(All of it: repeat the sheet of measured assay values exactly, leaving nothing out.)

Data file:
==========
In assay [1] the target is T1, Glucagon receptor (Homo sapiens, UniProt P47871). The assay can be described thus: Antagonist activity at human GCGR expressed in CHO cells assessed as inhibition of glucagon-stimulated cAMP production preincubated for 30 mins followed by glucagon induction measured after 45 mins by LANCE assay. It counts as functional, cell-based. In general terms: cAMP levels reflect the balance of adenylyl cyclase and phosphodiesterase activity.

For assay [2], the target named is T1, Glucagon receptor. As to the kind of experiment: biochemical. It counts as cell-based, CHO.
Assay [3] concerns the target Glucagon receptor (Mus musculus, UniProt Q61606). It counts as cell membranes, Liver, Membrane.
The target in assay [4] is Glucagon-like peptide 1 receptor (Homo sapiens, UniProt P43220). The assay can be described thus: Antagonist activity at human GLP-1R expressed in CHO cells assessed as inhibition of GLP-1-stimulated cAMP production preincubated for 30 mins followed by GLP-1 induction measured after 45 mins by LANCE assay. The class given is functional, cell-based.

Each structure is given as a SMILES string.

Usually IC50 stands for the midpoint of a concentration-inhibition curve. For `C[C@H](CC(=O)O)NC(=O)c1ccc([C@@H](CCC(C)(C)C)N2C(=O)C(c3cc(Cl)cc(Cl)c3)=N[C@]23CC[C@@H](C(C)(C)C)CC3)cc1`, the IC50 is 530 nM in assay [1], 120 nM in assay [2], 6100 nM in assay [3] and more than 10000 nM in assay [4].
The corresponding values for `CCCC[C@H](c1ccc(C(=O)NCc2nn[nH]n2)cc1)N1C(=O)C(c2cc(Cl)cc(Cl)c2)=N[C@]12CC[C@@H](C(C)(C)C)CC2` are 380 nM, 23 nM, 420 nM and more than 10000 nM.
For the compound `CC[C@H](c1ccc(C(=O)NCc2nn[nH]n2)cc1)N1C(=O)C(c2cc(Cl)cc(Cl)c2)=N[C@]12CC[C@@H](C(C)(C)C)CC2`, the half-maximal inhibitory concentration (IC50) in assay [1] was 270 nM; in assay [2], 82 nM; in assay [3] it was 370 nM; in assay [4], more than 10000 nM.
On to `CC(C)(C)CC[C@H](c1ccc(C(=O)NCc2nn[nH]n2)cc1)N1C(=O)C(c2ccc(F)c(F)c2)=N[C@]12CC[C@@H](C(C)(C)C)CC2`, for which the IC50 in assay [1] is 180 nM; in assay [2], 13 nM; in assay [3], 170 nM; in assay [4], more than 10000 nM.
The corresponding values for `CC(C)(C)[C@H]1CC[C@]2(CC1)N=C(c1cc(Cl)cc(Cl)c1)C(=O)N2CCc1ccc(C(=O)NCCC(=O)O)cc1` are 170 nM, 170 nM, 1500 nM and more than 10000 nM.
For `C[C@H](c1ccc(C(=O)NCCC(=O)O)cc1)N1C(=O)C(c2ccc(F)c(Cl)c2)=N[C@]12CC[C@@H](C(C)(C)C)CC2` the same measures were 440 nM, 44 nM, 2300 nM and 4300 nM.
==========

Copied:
In assay [1] the target is T1, Glucagon receptor (Homo sapiens, UniProt P47871). The assay can be described thus: Antagonist activity at human GCGR expressed in CHO cells assessed as inhibition of glucagon-stimulated cAMP production preincubated for 30 mins followed by glucagon induction measured after 45 mins by LANCE assay. It counts as functional, cell-based. In general terms: cAMP levels reflect the balance of adenylyl cyclase and phosphodiesterase activity.

For assay [2], the target named is T1, Glucagon receptor. As to the kind of experiment: biochemical. It counts as cell-based, CHO.
Assay [3] concerns the target Glucagon receptor (Mus musculus, UniProt Q61606). It counts as cell membranes, Liver, Membrane.
The target in assay [4] is Glucagon-like peptide 1 receptor (Homo sapiens, UniProt P43220). The assay can be described thus: Antagonist activity at human GLP-1R expressed in CHO cells assessed as inhibition of GLP-1-stimulated cAMP production preincubated for 30 mins followed by GLP-1 induction measured after 45 mins by LANCE assay. The class given is functional, cell-based.

Each structure is given as a SMILES string.

Usually IC50 stands for the midpoint of a concentration-inhibition curve. For `C[C@H](CC(=O)O)NC(=O)c1ccc([C@@H](CCC(C)(C)C)N2C(=O)C(c3cc(Cl)cc(Cl)c3)=N[C@]23CC[C@@H](C(C)(C)C)CC3)cc1`, the IC50 is 530 nM in assay [1], 120 nM in assay [2], 6100 nM in assay [3] and more than 10000 nM in assay [4].
The corresponding values for `CCCC[C@H](c1ccc(C(=O)NCc2nn[nH]n2)cc1)N1C(=O)C(c2cc(Cl)cc(Cl)c2)=N[C@]12CC[C@@H](C(C)(C)C)CC2` are 380 nM, 23 nM, 420 nM and more than 10000 nM.
For the compound `CC[C@H](c1ccc(C(=O)NCc2nn[nH]n2)cc1)N1C(=O)C(c2cc(Cl)cc(Cl)c2)=N[C@]12CC[C@@H](C(C)(C)C)CC2`, the half-maximal inhibitory concentration (IC50) in assay [1] was 270 nM; in assay [2], 82 nM; in assay [3] it was 370 nM; in assay [4], more than 10000 nM.
On to `CC(C)(C)CC[C@H](c1ccc(C(=O)NCc2nn[nH]n2)cc1)N1C(=O)C(c2ccc(F)c(F)c2)=N[C@]12CC[C@@H](C(C)(C)C)CC2`, for which the IC50 in assay [1] is 180 nM; in assay [2], 13 nM; in assay [3], 170 nM; in assay [4], more than 10000 nM.
The corresponding values for `CC(C)(C)[C@H]1CC[C@]2(CC1)N=C(c1cc(Cl)cc(Cl)c1)C(=O)N2CCc1ccc(C(=O)NCCC(=O)O)cc1` are 170 nM, 170 nM, 1500 nM and more than 10000 nM.
For `C[C@H](c1ccc(C(=O)NCCC(=O)O)cc1)N1C(=O)C(c2ccc(F)c(Cl)c2)=N[C@]12CC[C@@H](C(C)(C)C)CC2` the same measures were 440 nM, 44 nM, 2300 nM and 4300 nM.